|Justification for the coat of arms: The golden wreath (nimbus) around his head testifies to his holiness. He wears a miter on his head (Greek μίτρα “forehead band”). It is the traditional liturgical head covering of the bishops in many Christian churches. In his left hand he holds the crosier, also known as the crook. A religious symbol of rule in many countries. His right hand holds three golden balls, these are the attribute of St. Nicholas and come from the dowry legend about him.|
The town center, the Jewish cemetery and the house ensembles at Hauptstrasse 9–23 and Hauptstrasse 73–85 are designated as monument zones. In addition, there are a total of 22 individual objects that are under monument protection , including the remains of the Rhine Count's castle. The latter was completely destroyed by French revolutionary troops in 1795 . The village community center was later built on the remaining foundations of the castle.
Economy and Infrastructure
State road 400 runs through the town . There is a connection to long-distance traffic via the A 63 in the east. Nearest railway stations are Alsenz and Rockhausen at the alsenz valley railway . The bus lines 902 and 914 operated by Behles Bus run through Gaugrehweiler .
Sons and daughters of the church
- Friedrich Wilhelm (1644–1706), Wild and Rhine Count in Rheingrafenstein and Gaugrehweiler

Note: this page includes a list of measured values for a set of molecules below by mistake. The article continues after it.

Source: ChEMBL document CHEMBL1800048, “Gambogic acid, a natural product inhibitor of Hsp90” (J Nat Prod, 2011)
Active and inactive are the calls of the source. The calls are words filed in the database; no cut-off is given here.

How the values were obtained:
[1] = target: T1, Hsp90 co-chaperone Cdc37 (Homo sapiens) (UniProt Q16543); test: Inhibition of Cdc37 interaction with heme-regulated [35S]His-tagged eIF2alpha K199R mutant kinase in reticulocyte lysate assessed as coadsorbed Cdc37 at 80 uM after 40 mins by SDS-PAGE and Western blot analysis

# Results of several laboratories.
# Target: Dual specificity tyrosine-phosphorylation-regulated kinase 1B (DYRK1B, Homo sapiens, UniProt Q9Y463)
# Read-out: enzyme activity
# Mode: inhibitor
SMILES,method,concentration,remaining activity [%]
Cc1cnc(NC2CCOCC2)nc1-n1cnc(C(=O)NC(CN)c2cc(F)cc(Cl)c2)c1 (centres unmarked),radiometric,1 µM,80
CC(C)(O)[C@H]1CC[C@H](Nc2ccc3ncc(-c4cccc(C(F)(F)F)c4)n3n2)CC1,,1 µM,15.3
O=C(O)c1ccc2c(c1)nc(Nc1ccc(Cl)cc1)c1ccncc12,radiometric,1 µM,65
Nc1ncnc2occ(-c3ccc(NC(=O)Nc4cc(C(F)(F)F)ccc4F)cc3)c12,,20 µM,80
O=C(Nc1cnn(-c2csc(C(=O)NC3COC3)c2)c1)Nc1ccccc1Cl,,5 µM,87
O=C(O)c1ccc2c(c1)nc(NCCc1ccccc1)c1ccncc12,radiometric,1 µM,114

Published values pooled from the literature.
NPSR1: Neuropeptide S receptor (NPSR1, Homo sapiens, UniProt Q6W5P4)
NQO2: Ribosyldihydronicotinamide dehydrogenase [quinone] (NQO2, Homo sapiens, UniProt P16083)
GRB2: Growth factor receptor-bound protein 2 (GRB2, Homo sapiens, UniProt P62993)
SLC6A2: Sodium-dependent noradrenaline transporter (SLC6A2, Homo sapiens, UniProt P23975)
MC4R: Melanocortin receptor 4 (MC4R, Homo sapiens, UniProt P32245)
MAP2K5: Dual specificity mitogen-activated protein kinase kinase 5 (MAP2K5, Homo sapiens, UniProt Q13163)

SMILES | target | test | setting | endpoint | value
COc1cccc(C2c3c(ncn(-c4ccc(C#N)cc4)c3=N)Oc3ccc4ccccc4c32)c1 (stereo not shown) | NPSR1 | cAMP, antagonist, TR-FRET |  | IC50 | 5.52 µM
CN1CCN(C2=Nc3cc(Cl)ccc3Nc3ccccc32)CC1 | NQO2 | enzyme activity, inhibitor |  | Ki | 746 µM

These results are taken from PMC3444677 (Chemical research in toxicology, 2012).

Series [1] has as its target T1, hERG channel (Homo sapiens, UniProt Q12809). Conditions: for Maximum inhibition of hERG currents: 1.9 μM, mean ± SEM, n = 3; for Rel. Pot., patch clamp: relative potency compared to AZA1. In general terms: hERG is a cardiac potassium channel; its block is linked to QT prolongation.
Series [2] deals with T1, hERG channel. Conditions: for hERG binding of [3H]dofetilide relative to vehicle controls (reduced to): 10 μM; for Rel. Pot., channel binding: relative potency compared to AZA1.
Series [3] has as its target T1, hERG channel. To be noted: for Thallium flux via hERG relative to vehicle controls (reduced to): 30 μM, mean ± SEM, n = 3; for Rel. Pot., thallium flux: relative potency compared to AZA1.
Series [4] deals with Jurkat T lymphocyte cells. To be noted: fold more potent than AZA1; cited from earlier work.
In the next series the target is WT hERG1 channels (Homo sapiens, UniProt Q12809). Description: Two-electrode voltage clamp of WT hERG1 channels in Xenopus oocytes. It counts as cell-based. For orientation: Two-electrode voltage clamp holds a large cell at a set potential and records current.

- Carl Magnus von Rheingrafenstein (1718–1793), Wildgrave and Rhine Graf
- Johann Ludwig Alexander Herrenschneider (1760–1843), meteorologist and astronomer, professor of mathematics, physics and astronomy at the University of Strasbourg, city librarian, tomb in the Strasbourg Église Saint-Thomas
- Joseph Martin Reichard (1803–1872), politician and revolutionary
People who worked on site
- Johann Friedrich Schmoll (1739–1794), organist and composer, worked until 1771 at the court of the Gaugrehweiler-based Count of the Wild and Rhine
- Friedrich Pape , 1792/93 member of the Rhine-German National Convention
- Alexander Thon: Gaugrehweiler . In: Jürgen Keddigkeit (Ed.): Palatinate Castle Lexicon . Contributions to Palatinate History Vol. 12/2, Institute for Palatinate History and Folklore, Kaiserslautern 2002, pp. 170f, ISBN 3-927754-48-X .
- Literature about Gaugrehweiler in the Rhineland-Palatinate state bibliography
- State Statistical Office of Rhineland-Palatinate - population status 2019, districts, communities, association communities ( help on this ).
- State Statistical Office Rhineland-Palatinate (ed.): Official directory of the municipalities and parts of the municipality. Status: January 2018 [ Version 2020 is available. ] . S. 89 (PDF; 2.2 MB).
- Friedrich Christian Laukhard : Life and deeds of the Rhine Count Carl Magnus, whom Joseph II sent to prison in Königstein for ten years in order to learn to respect the rights of subjects and other people. As a warning to all tiny despots, gullible people, and businessmen . Halle 1798 ( full text in the Google book search).
- The Regional Returning Officer RLP: Municipal Council Election 2019 Gaugrehweiler. Retrieved August 29, 2019 .
- The Rhine Palatinate: Romy Heblich new local mayor of Gaugrehweiler. September 3, 2019, accessed September 4, 2019 .